Economy Zimbabwe Situation: A Review of Recent Developments with Focus on News, Research, and Data
Economy Zimbabwe Situation: Sixty percent of Zimbabwe’s gross domestic product in 2017 came from the tertiary sector. With a score of 60.6%, Zimbabwe’s informal economy is the second largest in the world.
Exports get a big boost from agriculture and mining. From 2009 to 2013, Economy Zimbabwe expanded at an annualized rate of 12%, making it one of the world’s fastest-growing economies. After a period of negative growth from 1998 to 2008, it began to rebound, only to decelerate to a growth of 0.7% in 2016.
Price and exchange rate volatility, misallocation of productive resources, a lack of investment, and insufficient structural reform all remain obstacles to Economy Zimbabwe’s progress.
Increased production costs, diminished incentives for investment in boosting productivity, and a rise in informality have resulted from high inflation, numerous exchange rates, unsustainable debt levels, and inefficient regulation of state expenditure.
The fall in trade integration and the stagnation of FDI have hampered the transmission of new technology and the financing of economic modernization.
The country’s development potential is constrained by its unsustainable debt levels and long-standing debts to international financial institutions (IFIs). The government expects the national debt to be 76% of GDP in 2022.
More than 70 percent of the debt is overdue, limiting the country’s ability to get the concessional financing it needs to boost investment in areas that generate economic growth.
In response, the government has created a debt relief and restructuring plan and restarted symbolic payments to international financial institutions and the Paris Club.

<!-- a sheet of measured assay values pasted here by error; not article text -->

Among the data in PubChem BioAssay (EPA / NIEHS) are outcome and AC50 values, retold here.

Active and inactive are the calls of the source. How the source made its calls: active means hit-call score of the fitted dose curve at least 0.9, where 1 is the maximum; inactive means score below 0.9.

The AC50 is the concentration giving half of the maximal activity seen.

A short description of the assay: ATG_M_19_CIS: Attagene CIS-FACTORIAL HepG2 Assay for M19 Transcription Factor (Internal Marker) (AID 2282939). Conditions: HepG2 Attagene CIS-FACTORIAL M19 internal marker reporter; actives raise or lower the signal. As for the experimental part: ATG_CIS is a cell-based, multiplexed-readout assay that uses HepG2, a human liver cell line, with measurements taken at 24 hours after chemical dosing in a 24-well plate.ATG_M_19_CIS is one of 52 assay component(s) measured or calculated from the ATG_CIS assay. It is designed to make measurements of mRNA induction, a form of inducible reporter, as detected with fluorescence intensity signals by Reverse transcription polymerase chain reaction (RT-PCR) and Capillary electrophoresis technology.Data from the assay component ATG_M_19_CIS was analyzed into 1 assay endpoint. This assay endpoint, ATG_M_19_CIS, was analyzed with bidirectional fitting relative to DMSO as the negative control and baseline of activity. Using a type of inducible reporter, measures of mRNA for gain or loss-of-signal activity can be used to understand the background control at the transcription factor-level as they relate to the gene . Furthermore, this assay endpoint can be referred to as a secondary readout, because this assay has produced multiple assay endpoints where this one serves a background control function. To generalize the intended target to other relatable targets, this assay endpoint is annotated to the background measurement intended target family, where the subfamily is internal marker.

Increased susceptibility in both urban and rural regions may be traced back to factors such as macroeconomic instability, reliance on low-productivity agriculture, the failure to create high-productivity employment, and periodic shocks like droughts and the pandemic. In addition, Zimbabwe’s social support programs have limited coverage and may benefit from better targeting.
The State of the Economy Today
In 2000, the Economy Zimbabwe government intended to implement land redistribution legislation to restore commercial farms held by whites that had been acquired via colonialism.
As a result, the labor-intensive, highly efficient management of the former landowners was lost, and the new tenants, who consisted mostly of indigenous inhabitants and numerous senior members of the governing ZANU-PF administration, had little interest in farming.
Gains were realized quickly by selling property or machinery. Export declines were so great that consumer confidence took a hit because of the current agrarian industry’s inexperience.
As a result of a precipitous decline in agricultural output, many rural residents are now reduced to engaging in subsistence farming on the formerly uncultivated territory. In contrast to usual export commodities like tobacco and coffee, production of basic staples like maize has rebounded.
Furthermore, Economy Zimbabwe has experienced hyperinflation for the 30th time in history.
The government spends almost a third of the GDP. Corporations owned by the state get generous subsidies. Companies face substantial costs from taxes, tariffs, and governmental regulation. It takes a lot of time and money to launch or shut down a company.
Employment decisions, including hiring and firing, take time because of labor market rules. Unemployment reached a staggering 94% by 2008.
According to a study published in 2014 by the Africa Progress Panel, Economy Zimbabwe’s current pace of growth means that the nation would need 190 years to double its per capita GDP, making it the slowest developing country in Africa.